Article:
Rape: Heteronormativity and Ethnocentrism

The issue of Rape has been all over the news this month, what with Assange, Galloway and questions raised over what comprises “legitimate rape”.  In a previous blogpost, I looked at exactly that issue: “What is Rape“.

The previous blogpost was written in response to chancing across an article promoting the view of some Mens Rights Activists, that rape does not necessarily require penetration and it is only that requirement which leads men to be the main perpetrators of rape.  They argue that rape should be redefined to include “envelopment rape”, where non-consensual intercourse is imposed on a man by a woman.  In Scots Law, rape must involve non-consensual penetration by penis. Any other form of non-consensual penetration is considered sexual assault, this is in contrast to the UN definition, with which I agree, which considers that the tool of penetration is unimportant the violation is the act of non-consensual penetration.  The controversy arose over my refusal to consider non-consensual, non-penetrative sex acts between women as rape.

I had thought that the blogpost I had written would be uncontroversial among my feminist sisters, who vary quite considerably in their “flavour” of feminism. They rarely all agree about anything, but if there was one blogpost that I would have picked that I would have thought there would be little argument about it would be this one -the main point of it being that the act of rape is one of bodily penetration and I was stunned at the reaction that I received, particularly from some young queer fems, arguing that such a definition of rape was heteronormative.

Being heavily influenced by the second wave, I am deeply in dept to some of the young fems who have brought me up to date with third wave thinking.  Without them I would never have discovered kyriarchy, properly understood the challenges that trans-feminism brings to the movement or the complexities of consent that has emerged from the sex-positive BDSM movement.  My thinking on LGBT/queer issues was shaped in an era when bisexual inclusion was a bitter dispute in the lesbian community, political lesbianism was seen as the creme de la creme of feminism, and trans* inclusion was simply not on the agenda.  So, as with all challenges, it is worth reconsidering in the light of further developments of anti-kyriarchial thinking.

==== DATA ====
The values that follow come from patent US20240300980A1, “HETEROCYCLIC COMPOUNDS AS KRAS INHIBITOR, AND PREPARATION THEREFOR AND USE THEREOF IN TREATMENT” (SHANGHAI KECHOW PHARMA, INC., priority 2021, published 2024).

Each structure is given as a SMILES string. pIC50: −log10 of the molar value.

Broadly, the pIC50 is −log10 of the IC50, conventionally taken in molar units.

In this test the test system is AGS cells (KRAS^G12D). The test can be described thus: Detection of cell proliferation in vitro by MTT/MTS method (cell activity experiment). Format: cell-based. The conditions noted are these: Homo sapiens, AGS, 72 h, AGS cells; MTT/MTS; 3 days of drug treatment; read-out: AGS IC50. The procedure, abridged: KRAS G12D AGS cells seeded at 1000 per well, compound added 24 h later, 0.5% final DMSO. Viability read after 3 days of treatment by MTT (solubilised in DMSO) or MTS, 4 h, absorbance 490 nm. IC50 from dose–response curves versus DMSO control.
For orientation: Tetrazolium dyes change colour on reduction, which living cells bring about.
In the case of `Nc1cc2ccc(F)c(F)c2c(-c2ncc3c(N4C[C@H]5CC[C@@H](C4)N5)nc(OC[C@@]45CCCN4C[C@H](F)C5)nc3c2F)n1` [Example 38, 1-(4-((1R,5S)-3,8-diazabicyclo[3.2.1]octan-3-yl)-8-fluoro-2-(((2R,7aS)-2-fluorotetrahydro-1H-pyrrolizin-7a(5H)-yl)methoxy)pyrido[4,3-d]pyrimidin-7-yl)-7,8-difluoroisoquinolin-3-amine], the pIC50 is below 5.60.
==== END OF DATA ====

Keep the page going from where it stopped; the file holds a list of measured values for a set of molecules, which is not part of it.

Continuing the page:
Both feminism and queer theory criticise the centrality of PIV to sexuality.  From a feminist viewpoint, PIV is dangerous to women; from a queer viewpoint, PIV is promoted as “the way to do sex” ignoring sexual diversity.  Sex is defined as the penetrative norm, with men penetrating women or “unmen”.  Although anal sex has become more common within the West in decent decades, particularly in pornography, the assumption is still that it is men who will penetrate. Most straight men are decidedly queasy about being penetrated, despite the male anatomy making this a more pleasurable sex act for males than females.